THE CHURCH OF PERNICIOUS ONENESS XI

Scott:  Once again we must agree to disagree. Is there a oneness to be had in that?

Zhuangzi:  There is if we wish to unite them, but it is only you and I who so wish. We must let Meng have his unadulterated not-oneness. That’s “going by the rightness of the present ‘this’”.

Mencius:  Thank you. And I will go by the rightness of my rightness.

Zz/Scott:  Agreed!!

Mencius:  But you are wrong to call my dao an unadulterated not-oneness. To be human is to have a heart that knows right from wrong and hungers for the right. To hunger for the right is to be one with one’s own nature; to accumulate rightness is become one with Heaven.

Scott:  And to fail of the right and to do the wrong, is that not also a oneness?

Mencius: Your oneness is indeed most pernicious! To do wrong is not-oneness.

Zz:  Then there is much that is not a oneness and that is no oneness. It is because right and wrong must forever sunder the world that we opt for its transcendence. For this reason the Laozi says that Heaven is not humane. But we would not deprive you of your hunger for rightness, nor of your belief that humaneness is a human oneness. Only we take them to be a purely human anomaly, and find no such discrimination in Heaven.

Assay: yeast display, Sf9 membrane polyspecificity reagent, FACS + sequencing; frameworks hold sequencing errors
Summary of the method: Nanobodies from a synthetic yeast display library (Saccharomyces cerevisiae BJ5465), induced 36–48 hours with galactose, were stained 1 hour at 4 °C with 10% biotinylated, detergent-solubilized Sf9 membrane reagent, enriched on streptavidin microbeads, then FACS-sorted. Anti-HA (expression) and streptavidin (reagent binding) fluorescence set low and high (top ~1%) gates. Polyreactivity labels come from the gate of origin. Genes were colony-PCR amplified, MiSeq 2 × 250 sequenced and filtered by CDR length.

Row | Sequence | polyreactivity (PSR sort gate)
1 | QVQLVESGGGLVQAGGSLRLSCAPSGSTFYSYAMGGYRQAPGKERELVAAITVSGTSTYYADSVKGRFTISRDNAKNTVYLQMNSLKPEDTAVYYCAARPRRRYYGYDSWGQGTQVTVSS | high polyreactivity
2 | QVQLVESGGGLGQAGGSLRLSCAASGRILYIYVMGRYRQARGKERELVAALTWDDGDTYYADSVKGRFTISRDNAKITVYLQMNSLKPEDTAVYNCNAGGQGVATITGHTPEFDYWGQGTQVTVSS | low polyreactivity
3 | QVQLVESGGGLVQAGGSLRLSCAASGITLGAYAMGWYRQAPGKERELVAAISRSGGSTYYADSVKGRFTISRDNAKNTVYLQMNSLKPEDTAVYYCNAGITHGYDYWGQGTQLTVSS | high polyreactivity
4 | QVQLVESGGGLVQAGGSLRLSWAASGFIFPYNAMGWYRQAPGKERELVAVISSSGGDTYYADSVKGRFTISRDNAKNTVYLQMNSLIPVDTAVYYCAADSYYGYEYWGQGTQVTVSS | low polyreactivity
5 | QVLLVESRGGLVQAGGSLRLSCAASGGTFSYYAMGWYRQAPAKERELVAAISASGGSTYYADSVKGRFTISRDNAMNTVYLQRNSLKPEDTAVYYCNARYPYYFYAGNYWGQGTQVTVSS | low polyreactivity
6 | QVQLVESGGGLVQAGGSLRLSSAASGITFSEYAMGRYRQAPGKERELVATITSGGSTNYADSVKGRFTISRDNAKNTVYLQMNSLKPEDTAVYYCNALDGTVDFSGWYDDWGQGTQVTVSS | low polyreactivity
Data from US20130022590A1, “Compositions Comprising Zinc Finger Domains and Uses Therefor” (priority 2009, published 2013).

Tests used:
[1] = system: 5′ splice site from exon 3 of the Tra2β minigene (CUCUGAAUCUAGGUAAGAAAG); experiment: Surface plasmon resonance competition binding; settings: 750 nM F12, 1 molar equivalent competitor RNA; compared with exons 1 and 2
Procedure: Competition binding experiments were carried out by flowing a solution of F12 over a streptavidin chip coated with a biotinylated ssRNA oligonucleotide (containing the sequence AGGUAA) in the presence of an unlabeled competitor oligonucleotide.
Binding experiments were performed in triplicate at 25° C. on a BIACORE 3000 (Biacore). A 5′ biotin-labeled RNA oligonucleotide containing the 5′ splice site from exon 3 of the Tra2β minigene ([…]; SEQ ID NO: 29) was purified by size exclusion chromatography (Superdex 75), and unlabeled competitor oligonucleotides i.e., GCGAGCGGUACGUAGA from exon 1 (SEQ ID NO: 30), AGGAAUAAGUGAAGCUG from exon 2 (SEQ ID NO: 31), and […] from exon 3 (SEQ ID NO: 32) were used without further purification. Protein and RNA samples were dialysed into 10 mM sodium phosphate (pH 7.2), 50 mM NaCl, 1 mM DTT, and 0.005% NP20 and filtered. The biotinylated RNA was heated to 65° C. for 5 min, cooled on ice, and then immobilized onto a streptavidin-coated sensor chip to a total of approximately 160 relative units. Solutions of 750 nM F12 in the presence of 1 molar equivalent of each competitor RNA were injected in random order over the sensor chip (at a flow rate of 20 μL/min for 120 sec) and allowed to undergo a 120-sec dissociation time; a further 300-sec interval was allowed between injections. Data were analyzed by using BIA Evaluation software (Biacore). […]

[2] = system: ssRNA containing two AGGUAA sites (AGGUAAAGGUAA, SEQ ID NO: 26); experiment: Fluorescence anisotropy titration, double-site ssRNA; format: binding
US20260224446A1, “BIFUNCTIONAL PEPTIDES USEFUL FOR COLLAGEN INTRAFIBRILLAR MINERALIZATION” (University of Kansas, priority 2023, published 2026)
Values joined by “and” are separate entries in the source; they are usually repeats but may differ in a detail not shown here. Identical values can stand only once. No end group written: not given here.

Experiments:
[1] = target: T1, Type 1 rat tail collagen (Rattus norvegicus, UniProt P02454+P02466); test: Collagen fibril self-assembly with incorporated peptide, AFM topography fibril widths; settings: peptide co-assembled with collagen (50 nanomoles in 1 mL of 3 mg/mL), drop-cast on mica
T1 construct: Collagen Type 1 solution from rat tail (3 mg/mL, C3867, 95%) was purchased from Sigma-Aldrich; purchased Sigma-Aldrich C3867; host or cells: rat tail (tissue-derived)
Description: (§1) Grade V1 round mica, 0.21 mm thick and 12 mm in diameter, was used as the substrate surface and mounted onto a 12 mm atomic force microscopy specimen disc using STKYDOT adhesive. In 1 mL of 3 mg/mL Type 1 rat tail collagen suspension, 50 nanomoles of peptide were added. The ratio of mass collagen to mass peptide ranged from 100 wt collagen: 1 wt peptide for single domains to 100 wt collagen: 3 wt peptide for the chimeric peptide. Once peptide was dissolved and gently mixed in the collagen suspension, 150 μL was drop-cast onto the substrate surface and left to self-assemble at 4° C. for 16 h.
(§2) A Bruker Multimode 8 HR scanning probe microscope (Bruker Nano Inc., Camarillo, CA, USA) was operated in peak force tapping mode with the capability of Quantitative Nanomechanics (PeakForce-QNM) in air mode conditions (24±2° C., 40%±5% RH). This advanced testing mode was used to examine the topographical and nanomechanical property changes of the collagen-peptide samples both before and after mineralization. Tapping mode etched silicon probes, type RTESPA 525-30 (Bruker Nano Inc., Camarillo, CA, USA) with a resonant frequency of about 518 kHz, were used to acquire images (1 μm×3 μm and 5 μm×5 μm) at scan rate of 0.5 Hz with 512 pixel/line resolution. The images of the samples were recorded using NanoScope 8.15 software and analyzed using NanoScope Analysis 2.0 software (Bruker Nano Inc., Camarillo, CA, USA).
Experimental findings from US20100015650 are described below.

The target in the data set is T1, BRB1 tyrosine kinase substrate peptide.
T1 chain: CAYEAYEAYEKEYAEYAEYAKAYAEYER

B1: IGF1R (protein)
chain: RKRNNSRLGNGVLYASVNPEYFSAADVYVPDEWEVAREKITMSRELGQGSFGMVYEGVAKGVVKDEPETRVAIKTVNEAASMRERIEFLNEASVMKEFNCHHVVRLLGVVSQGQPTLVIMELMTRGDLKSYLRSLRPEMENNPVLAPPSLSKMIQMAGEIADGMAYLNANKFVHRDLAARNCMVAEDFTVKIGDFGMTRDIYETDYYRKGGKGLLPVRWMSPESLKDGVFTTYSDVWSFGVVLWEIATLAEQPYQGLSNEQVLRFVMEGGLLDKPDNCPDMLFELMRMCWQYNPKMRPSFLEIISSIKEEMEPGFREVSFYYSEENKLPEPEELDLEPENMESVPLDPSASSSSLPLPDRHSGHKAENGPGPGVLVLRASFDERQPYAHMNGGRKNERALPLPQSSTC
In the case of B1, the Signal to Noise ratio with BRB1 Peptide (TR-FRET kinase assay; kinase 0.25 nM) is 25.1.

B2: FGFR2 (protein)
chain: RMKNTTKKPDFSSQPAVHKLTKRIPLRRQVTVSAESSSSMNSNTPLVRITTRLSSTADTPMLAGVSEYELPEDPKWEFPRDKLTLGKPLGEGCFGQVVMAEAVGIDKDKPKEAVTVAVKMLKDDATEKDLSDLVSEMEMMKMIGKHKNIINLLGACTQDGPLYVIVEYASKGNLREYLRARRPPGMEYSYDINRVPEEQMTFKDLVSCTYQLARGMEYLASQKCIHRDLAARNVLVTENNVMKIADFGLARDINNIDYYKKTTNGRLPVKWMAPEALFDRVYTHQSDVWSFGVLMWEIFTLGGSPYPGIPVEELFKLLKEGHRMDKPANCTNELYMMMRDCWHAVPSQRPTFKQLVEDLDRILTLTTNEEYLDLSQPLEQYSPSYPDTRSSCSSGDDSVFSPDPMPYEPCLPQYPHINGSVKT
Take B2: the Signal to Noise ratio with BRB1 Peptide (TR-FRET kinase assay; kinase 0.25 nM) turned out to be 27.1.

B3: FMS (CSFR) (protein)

Scott:  Thus, a sense of oneness with Nature is both the transcendence of right and wrong and an affirmation of the human hunger for the right. We are left to walk two roads.

Mencius:  And I walk but one alone. Who then, knows true oneness?

 

Zz:  It is true that we know no true oneness; we can only imagine one, since we are by nature dual. Only we wish to honor our actual human condition of adriftedness and ambiguity and thereby do not let the human conquer Heaven or Heaven conquer the human.

Scott:  So we agree with you that when humanity is humane it has achieved a oneness with its own nature and has furthered the flourishing of its qi, the very élan of life. But because we differ in our understanding of Heaven, we also differ in how that humaneness might best be achieved.

Mencius:  Your precious wuwei. Pure nonsense.

Zz:  Yes, it is nonsense. Dao does nothing, yet nothing is left undone. Things do best when left to be and become themselves. But even Confucius understood true humaneness as spontaneously arising and unmediated by questions of right and wrong.

Mencius:  That is indeed the experience of the sage. But how one achieves sagacity is another thing altogether. For that much wei is required.

Scott:  Much wei is required for the achievement of wuwei, and neither can be said to ever stand alone and without the other. And sagacity is a chimera, though one worthy of imagining for the wei that it inspires.

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